Elections Canada was wrong to hastily grant the right to use the name People’s Party of Canada in federal elections to Bernier’s party, Dhillon’s lawsuit claims.

“In our view, Elections Canada erred by not taking into account delays caused by the Canada Post strike and Mr. Dhillon’s earlier initial filing, and should have awarded the party name to Mr. Dhillon,” Dean Davison, Dhillon’s Vancouver-based lawyer, said in a statement.

Dhillon, born in Quesnel and raised in Abbotsford, claims there are about 1,000 members of his political party. But unable to use his party’s name, he was unable to field a candidate in the Feb. 25 Burnaby South byelection, he said.

“My vision for this party was that it would represent true Canadian values, economic justice for everybody, equal rights for everybody,” Dhillon said. “It would stand against racism and discrimination, and cast a protest vote against the status quo.

“So, the vision for my party is very different from the vision Mr. Bernier has put out. His is divisive, I’d use that word.”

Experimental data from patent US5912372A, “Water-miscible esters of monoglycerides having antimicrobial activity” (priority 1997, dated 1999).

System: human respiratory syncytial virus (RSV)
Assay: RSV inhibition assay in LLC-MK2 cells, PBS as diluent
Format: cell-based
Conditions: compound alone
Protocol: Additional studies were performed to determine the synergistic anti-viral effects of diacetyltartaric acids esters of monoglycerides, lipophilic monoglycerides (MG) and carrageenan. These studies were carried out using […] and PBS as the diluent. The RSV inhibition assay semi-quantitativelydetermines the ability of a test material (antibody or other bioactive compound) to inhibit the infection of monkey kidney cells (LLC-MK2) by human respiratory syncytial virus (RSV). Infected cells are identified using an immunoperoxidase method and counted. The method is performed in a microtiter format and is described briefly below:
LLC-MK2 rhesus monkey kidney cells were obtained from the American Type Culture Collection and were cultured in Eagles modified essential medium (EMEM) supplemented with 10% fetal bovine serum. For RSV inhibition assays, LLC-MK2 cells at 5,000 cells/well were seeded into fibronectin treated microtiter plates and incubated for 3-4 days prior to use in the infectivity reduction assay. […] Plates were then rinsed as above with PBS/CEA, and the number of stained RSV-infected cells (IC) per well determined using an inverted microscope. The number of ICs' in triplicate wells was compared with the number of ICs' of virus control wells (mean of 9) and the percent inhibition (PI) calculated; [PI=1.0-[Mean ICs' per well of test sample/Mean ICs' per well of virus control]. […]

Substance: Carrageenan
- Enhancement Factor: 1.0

A cease-and-desist letter sent to the Bernier camp on Jan. 29 was “met with dead silence,” Dhillon said.

“If Mr. Bernier and his candidates were putting forward a platform we could live with, I would have perhaps considered letting them use the name, which is legally mine. But their brand of divisive populism just doesn’t line up with the values held by the people of Canada and I have to speak out about his.”

Bernier’s office was contacted on Monday and promised to get back to Postmedia, but did not reply by deadline.

The Feb. 25 Burnaby South federal byelection, one of three across Canada that day (Bernier’s party has candidates running in all) became necessary after NDP MP Kennedy Stewart resigned in September 2018 to enter the Vancouver mayoralty race.

The Burnaby race is being contested by Bernier’s People’s Party of Canada candidate Laura-Lynn Tyler-Thompson, federal NDP Leader Jagmeet Singh, Liberal Richard T. Lee, Conservative Jay Shin, and independents Valentine Wu and Terry Grimwood.

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Bernier launches the People's Party of Canada